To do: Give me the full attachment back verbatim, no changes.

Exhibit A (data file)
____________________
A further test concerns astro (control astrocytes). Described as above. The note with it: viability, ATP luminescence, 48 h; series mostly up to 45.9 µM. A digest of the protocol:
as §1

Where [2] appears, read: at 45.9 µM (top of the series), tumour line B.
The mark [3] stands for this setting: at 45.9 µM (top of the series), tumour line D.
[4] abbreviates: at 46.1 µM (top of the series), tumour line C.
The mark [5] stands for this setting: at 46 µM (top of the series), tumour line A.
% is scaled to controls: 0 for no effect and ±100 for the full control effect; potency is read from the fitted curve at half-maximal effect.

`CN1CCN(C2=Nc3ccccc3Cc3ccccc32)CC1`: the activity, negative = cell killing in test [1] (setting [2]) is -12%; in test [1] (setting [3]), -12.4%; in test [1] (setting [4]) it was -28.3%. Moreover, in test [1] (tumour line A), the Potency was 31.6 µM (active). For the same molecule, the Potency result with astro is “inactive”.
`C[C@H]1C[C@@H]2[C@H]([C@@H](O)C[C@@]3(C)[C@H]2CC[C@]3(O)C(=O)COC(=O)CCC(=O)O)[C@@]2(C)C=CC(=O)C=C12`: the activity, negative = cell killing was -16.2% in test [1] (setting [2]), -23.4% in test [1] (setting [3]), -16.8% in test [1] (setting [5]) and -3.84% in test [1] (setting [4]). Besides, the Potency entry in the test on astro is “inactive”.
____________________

A further test concerns astro (control astrocytes). Described as above. The note with it: viability, ATP luminescence, 48 h; series mostly up to 45.9 µM. A digest of the protocol:
as §1

Where [2] appears, read: at 45.9 µM (top of the series), tumour line B.
The mark [3] stands for this setting: at 45.9 µM (top of the series), tumour line D.
[4] abbreviates: at 46.1 µM (top of the series), tumour line C.
The mark [5] stands for this setting: at 46 µM (top of the series), tumour line A.
% is scaled to controls: 0 for no effect and ±100 for the full control effect; potency is read from the fitted curve at half-maximal effect.

`CN1CCN(C2=Nc3ccccc3Cc3ccccc32)CC1`: the activity, negative = cell killing in test [1] (setting [2]) is -12%; in test [1] (setting [3]), -12.4%; in test [1] (setting [4]) it was -28.3%. Moreover, in test [1] (tumour line A), the Potency was 31.6 µM (active). For the same molecule, the Potency result with astro is “inactive”.
`C[C@H]1C[C@@H]2[C@H]([C@@H](O)C[C@@]3(C)[C@H]2CC[C@]3(O)C(=O)COC(=O)CCC(=O)O)[C@@]2(C)C=CC(=O)C=C12`: the activity, negative = cell killing was -16.2% in test [1] (setting [2]), -23.4% in test [1] (setting [3]), -16.8% in test [1] (setting [5]) and -3.84% in test [1] (setting [4]). Besides, the Potency entry in the test on astro is “inactive”.